Isaiah Zagar, view of mural on 836 Sears Street. Photo courtsey of Philadelphia’s Magic Gardens.
Isaiah Zagar, view of mural on 1328 S. 8th Street. Photo courtsey of Philadelphia’s Magic Gardens.

Guided by prompts, participants were encouraged to send their thoughts about the murals to Allison Boyle, Events & Marketing Manager at Philly’s Magic Gardens, who was available online during the event to answer questions.

Alissa Giangiulio, one of the event participants, said that she could see some of the artist Isaiah Zagar himself in the mural on 1328 S. 8th Street (pictured above), and commented that:

“Art makes love go around, especially in a close knit city community!”

People participated during Slow Art Day and in the days that followed. Further, the Facebook post itself was viewed by over 4000 people and received 150 likes, comments, and shares. According to Allison, this was a stronger response than typical.

At Slow Art Day HQ we are firm admirers of Philly’s Magic Gardens, and love the ways that Zagar’s murals encourage people to stop and reflect in the streets (and on online).

When Slow Art Day started 10 years ago, we were happy to use the Internet primarily to promote Slow Art Day and send more people into real spaces. Despite having to shift more online this year due to Covid19, we have loved how museums and galleries like Philly’s Magic Gardens have pivoted to creating virtual experiences (or, in this case combination virtual and physical).

We look forward to Philadelphia’s Magic Gardens Slow Art Day participation in 2021.

-Johanna and Ashley

Philadelphia Slows Down to Reveal the Magic of Mosaic

For Slow Art Day 2019 Philadelphia’s Magic Gardens’ Garden Guide Rob led a group of 15 people in a slow-looking activity focusing on a portion of the beautiful mosaic that encompasses the entire folk art environment and gallery space on South Street in Philadelphia.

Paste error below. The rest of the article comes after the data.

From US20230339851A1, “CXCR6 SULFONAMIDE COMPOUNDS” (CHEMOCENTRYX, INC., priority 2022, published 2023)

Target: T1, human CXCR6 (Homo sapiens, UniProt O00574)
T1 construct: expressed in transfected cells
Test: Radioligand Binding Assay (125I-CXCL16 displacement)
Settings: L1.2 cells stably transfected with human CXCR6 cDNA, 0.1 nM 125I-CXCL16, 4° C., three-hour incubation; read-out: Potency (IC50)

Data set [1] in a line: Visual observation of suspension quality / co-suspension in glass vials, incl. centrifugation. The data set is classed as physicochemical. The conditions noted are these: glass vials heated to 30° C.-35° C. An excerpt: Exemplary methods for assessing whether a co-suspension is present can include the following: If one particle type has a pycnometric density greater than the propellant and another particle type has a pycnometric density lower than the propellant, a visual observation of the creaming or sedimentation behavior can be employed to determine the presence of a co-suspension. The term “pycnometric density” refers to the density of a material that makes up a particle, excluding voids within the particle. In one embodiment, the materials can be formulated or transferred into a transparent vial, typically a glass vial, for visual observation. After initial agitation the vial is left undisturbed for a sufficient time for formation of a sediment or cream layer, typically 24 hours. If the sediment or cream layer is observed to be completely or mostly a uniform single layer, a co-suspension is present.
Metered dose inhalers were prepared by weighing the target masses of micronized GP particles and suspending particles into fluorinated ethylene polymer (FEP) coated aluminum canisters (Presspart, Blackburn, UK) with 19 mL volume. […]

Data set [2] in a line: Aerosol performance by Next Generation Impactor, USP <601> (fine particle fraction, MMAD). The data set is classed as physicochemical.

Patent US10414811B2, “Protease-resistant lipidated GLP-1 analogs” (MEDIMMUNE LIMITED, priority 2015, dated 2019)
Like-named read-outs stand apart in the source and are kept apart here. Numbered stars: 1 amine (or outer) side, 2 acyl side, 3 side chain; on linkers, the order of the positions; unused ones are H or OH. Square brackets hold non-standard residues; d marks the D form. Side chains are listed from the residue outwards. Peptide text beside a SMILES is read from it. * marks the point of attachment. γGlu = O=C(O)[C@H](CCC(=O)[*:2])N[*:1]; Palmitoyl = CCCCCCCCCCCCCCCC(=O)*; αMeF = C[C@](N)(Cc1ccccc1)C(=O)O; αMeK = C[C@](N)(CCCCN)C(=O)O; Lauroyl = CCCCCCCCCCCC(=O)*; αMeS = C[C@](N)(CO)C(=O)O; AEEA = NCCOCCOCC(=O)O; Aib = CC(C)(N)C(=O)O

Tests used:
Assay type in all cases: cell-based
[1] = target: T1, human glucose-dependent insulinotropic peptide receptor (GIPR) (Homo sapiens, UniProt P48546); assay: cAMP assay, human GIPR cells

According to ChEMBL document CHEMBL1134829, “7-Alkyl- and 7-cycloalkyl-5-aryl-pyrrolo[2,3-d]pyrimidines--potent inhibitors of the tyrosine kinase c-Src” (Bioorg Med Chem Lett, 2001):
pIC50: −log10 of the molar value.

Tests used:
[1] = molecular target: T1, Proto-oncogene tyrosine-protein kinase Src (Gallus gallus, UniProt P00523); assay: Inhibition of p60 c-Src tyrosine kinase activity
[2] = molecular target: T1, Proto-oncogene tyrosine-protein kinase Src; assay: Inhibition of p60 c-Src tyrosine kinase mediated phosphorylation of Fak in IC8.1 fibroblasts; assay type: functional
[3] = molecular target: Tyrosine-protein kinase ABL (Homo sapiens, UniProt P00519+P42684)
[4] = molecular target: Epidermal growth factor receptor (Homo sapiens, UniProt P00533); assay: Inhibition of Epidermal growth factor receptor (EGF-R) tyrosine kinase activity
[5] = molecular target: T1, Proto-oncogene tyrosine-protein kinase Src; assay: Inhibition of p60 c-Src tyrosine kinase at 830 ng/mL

Portion of mosaic wall by Isaiah Zagar, Philadelphia Magic Gardens

After slowly taking in all the details of the portion Rob had chosen, the guests then shared what they saw including certain tiles and shapes that are typically overlooked. That was their first discovery of the day: slow looking can make the invisible visible (and cause participants to wonder at how much we humans do not see unless we slow down). Rob also pointed out and gave background on additional often-unseen elements.

Their second and, perhaps, biggest discovery of the day – the “aha” moment – came when the participants realized that through their slow looking in the mirror pieces they themselves had become part of the mosaic. 

We look forward to the Philadelphia Magic Gardens Slow Art Day 2020.

– Ashley

Philadelphia Museum of Art Combines Poetry, Music, and Visual Art

Philadelphia Museum of Art creatively integrated music and poetry with their 2019 Slow Art Day in celebration of National Poetry Month. 

“Since poems slow us down to consider individual words, phrases, and the structure of language, we thought this would be a great way to encourage slow looking,” said Greg Stuart, Museum Educator and Public Programs Coordinator.

Slow Art Day participants were asked to focus on a single work of art for 45 minutes while experiencing an in-gallery music performance. They were then also encouraged to participate in poetry writing workshops and a bookmaking program.

Candy Alexandra Gonzalez, a local poet and visual artist, encouraged participants to create a collaborative book by writing and drawing about things in their lives that they wished moved at a slower pace.

Collaborative book created by Slow Art Day participants.

One visitor said: 

“This was great for me and my eight year old daughter. It helped us look at the art more closely and talk about it together. Thank you!”

We couldn’t be happier to hear of such a successful multimedia, multi-sensory Slow Art Day, and look forward to what the Philadelphia Art Museum creates for Slow Art Day 2020.

Ashley

Philadelphia Museums’ Plea to Visitors: Slow Down!

The Philadelphia Enquirer / The Barnes Foundation

“Come to a gallery, sit with it for a while, absorb the works there. It’s like listening to a great piece of music. Looking at a really good work of art over and over again, you begin to see it differently.”

Excellent advice from William Perthes, senior instructor at The Barnes Foundation, in the Philadelphia Inquirer‘s great article on Slow Art Day at Philadelphia museums. In addition to the Barnes, The Fabric Workshop and Museum and Philadelphia’s Magic Gardens are also hosting events this Saturday!

Read the full article here.